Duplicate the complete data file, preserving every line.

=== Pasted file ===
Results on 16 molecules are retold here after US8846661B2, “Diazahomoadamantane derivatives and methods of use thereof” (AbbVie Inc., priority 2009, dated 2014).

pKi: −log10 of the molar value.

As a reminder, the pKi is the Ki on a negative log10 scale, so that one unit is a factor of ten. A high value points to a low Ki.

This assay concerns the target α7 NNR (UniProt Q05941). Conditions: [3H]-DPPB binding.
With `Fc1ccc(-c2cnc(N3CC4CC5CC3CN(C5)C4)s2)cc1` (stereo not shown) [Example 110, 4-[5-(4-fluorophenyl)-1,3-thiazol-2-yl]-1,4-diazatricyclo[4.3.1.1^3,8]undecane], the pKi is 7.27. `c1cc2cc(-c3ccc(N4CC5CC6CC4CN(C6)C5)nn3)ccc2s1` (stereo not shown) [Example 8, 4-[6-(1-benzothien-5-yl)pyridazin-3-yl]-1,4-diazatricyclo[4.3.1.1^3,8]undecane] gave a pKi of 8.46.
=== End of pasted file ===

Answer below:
Results on 16 molecules are retold here after US8846661B2, “Diazahomoadamantane derivatives and methods of use thereof” (AbbVie Inc., priority 2009, dated 2014).

pKi: −log10 of the molar value.

As a reminder, the pKi is the Ki on a negative log10 scale, so that one unit is a factor of ten. A high value points to a low Ki.

This assay concerns the target α7 NNR (UniProt Q05941). Conditions: [3H]-DPPB binding.
With `Fc1ccc(-c2cnc(N3CC4CC5CC3CN(C5)C4)s2)cc1` (stereo not shown) [Example 110, 4-[5-(4-fluorophenyl)-1,3-thiazol-2-yl]-1,4-diazatricyclo[4.3.1.1^3,8]undecane], the pKi is 7.27. `c1cc2cc(-c3ccc(N4CC5CC6CC4CN(C6)C5)nn3)ccc2s1` (stereo not shown) [Example 8, 4-[6-(1-benzothien-5-yl)pyridazin-3-yl]-1,4-diazatricyclo[4.3.1.1^3,8]undecane] gave a pKi of 8.46.